So that's what I know. Unless you want to consider that hypothetically last week I realized I should carry a lightweight blanket and a change of clothes in my diaper bag at all times. Because I hypothetically hanged Nell on my purse the floor of a bathroom and returned her to our table at a local restaurant in just a clean diaper in early December because I didn't remember a change of clothes. Nope, that didn't happen to me just last week.

We moms have to stick together and support each other - especially in the first year of our baby's lives while we're all figuring things out. What's the one tip that has changed your outlook on parenting or made your life easier?

Share your tips below and the first 350 to reply will receive Comforts For Baby coupons for products like diapers, wipes, and formula.

Check out Comforts For Baby’s Pinterest page for more tips for moms like you.

This is a sponsored conversation written by me on behalf of Comforts For Baby. The opinions and text are all mine.

Thursday, September 27, 2012

Caring for Sweet Baby Girl Clothes

I've been thrown into a whole new world of baby clothing having a girl. Don't get me wrong, I love shopping for boys (I feel like it's almost easier because the options - or at least the options I'm willing to consider -are fewer), but girl clothes. Whew. Whole new ball game.

We lucked out in that our good friends had a little girl exactly two years before Nell was born and passed her 0 - 3 month wardrobe down to us. Perfect, well cared for hand me downs. And my cousin, who has three little girls, two of whom were born in the summer has passed a lot of their clothes to me to borrow, too. But, due to the fact that we are using hand me downs - many of which we'll return to their original owners, I'm extra cautious about how I care for the clothes. Lots of stuff on the drying rack instead of into the dryer, I run certain items on the delicate cycle...basically I'm way more protective of the nice clothes everyone else has given us.  

It was hard to pick just one favorite, so I picked two. Both are hand-me-downs and I have put Nell in them just about every chance I get. 

Lots of wearing means lots of washing. The blue and gray thermal outfit we will return to my cousin, and the green floral bodysuit by Tea Collection was in the box of clothes handed down by our friends. I adore the color and the smocking, and it's so soft I wish I could wear it. So here's how I launder baby clothes I cherish and want to take good care of:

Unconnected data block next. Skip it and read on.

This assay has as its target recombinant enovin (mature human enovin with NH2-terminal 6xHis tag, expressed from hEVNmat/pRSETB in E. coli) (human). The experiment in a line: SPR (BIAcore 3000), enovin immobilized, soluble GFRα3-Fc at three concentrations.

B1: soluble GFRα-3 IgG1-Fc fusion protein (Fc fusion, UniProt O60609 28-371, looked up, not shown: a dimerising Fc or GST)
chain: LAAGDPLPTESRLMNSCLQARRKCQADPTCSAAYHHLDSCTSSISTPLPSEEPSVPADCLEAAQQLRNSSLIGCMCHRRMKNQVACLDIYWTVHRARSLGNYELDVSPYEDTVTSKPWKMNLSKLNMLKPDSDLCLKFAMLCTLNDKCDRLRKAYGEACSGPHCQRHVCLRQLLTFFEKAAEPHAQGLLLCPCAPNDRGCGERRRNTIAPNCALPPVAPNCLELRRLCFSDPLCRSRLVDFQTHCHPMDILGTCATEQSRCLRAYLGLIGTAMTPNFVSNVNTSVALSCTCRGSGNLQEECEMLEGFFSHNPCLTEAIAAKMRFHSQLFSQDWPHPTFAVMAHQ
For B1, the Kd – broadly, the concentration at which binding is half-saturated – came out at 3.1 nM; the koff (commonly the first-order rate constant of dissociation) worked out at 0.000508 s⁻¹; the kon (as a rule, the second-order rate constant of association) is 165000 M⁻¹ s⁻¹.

I use Dreft Laundry detergent - it's gentle on the clothes and skin but handles stains (they happen!) so that I have no qualms about returning these precious outfits to their rightful owners. Then I air dry the outfits - I keep a small, folding drying rack next to my washing machine and just lay the outfits on the stand (along with my nursing tanks and jeans! don't want those to shrink!). They're so small and lightweight, they dry quickly - usually by the time the rest of the load is done in the dryer, and the color stays intact. And then I dress Nell in them every chance I get so I have oodles of pictures of her in these cozy, comfy outfits. 

Whether you're a first timer or the greatest, grandest mother of them all, there's on thing moms have agreed on for over 75 years- Dreft makes your little one's fabric feel as clean and soft as can be. Tell me, what's your all-time favorite baby outfit?

This is a sponsored conversation written by me on behalf of Dreft. As a part of this program I received the product, the opinions and text are all mine.

Monday, May 7, 2012

Balancing Act: Home Decor

One of the things that was the biggest challenge when we bought our house was balancing the budget - we were 23 and working at our first jobs, engaged and trying to figure out how to live comfortably but well within our means. I've sworn over and over again that the biggest saving grace was the hand-me-down furniture that we were gifted as we moved into the house, and as the months turned into years, we've gradually made the hand-me-downs our own or replaced them.

But that grace period the hand-me-downs gave us allowed B and I to figure out our own style. If I'd been tasked with picking out living room furniture, for example, when we moved in, I can guarantee you I would have bought something I don't love today.

And even as our style evolved and we gradually made our house a home, we've had to keep in mind our long term goals and prioritize how much goes into the house.

For example, when we decided to redo our kitchen last summer, we made choices. I painted the cabinets and tiled the backsplash myself in order to save money, and as a result we were able to splurge on new countertops.

Our slipcovered sofa was another choice we made to balance style and our budget- we didn't spend a lot on the sofa to begin with, but by going with washable slipcovers, we are able to keep the sofa looking fresh and clean despite a toddler and a dog who make themselves at home on our white sofa!
Throughout our home, we've looked for ways to live comfortably while not worrying too much about upkeep and messes. There are lots of ways to make your home livable and comfortable - everything from washable slipcovers to stain resistant carpet - such as CarpetOne's Resista Carpet - are great ways to achieve a balance between style and practicality in your home.

I'm curious to know, in your home, how do you balance your practical needs with your style wants?

You live your life on carpet. Make sure you have carpet that lets you live your life! For more information on Resista Carpet visit

Join the Conversation to be entered to win a 5' x 7' Resista area rug!

This is a sponsored conversation written by me on behalf of CarpetOne. The opinions and text are all mine.